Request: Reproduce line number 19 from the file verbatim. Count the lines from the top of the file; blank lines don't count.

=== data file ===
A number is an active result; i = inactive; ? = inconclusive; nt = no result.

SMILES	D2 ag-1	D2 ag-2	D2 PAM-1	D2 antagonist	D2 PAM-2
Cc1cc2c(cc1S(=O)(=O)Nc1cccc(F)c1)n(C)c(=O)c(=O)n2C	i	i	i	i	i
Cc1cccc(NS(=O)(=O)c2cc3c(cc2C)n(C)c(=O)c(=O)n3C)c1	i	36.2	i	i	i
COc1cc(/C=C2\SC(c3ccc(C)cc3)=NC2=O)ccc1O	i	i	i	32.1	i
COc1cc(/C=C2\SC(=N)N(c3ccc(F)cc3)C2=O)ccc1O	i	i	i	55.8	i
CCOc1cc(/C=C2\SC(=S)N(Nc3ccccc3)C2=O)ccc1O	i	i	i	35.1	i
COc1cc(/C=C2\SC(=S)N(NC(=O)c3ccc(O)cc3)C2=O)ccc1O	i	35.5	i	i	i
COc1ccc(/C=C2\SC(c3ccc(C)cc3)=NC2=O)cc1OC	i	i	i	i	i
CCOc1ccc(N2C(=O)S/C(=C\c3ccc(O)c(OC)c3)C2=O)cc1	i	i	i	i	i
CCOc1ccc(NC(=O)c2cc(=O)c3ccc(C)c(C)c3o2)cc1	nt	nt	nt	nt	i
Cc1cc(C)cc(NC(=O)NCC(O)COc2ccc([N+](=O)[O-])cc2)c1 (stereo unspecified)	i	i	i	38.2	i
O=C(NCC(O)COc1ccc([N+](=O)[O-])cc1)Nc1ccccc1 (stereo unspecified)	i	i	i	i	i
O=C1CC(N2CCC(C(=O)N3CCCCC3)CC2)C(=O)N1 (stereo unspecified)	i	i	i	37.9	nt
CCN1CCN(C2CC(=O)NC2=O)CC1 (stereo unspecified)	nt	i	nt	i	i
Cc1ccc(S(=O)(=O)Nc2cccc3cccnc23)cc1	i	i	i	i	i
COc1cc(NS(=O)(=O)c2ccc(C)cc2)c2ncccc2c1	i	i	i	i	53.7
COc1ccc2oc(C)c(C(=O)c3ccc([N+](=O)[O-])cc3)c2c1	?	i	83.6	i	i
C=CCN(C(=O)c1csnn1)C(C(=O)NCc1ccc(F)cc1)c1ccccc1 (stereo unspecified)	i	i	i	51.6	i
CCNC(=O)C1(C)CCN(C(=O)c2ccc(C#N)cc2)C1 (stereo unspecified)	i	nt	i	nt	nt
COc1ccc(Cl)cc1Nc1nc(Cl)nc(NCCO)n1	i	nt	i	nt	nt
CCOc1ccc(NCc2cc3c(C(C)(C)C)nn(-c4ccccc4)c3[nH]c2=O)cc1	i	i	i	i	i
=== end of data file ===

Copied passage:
C=CCN(C(=O)c1csnn1)C(C(=O)NCc1ccc(F)cc1)c1ccccc1 (stereo unspecified)	i	i	i	51.6	i